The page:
Jaina Island is located off the Campeche coast in the Yucatan. It was settled circa 300 CE, and was abandoned some time circa 1200 CE. The principal occupation occurred near the end of this period, during the Late Classic and Terminal Classic eras.
Jaina Island’s notability is tied to its estimated 20,000 graves, of which over 1,000 have been archaeologically excavated. Within each grave, the human remains are accompanied by glassware, slateware, or pottery as well as one or more ceramic figurines, usually resting on the occupant’s chest or held in their hands.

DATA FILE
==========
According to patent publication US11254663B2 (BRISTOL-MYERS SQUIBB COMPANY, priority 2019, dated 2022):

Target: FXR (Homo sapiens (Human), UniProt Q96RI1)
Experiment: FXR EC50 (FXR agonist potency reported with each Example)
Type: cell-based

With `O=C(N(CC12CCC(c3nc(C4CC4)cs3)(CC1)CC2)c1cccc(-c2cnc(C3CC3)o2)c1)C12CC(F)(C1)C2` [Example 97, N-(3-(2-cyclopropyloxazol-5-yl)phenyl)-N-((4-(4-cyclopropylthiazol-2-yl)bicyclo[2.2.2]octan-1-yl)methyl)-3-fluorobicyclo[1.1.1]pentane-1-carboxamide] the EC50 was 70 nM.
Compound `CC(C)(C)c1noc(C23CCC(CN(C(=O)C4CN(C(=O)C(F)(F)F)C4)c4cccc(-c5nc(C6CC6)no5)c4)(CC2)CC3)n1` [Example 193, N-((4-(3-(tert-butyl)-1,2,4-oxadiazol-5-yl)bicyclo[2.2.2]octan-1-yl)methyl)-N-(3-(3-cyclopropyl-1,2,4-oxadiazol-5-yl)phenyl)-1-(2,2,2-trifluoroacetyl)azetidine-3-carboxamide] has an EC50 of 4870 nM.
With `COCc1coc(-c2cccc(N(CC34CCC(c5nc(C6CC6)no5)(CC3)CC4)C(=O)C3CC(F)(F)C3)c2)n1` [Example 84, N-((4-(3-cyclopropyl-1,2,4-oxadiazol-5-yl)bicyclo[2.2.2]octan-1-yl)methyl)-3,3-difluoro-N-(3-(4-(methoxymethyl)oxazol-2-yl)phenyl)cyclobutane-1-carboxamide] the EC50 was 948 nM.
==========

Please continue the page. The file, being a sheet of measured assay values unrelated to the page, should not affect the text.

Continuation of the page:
The name of this island necropolis probably comes from the Yucatán Maya phrase hail na, or “watery house”. Its western location may have been tied to the setting sun, and therefore to death.
Due to sheer numbers found here, these figurines have become known as “Jaina-style figurines” whether or not they were found on the Jaina Island. In fact, these figurines are far more numerous at inland Maya sites, such as the Usumacinta River delta, than on the island.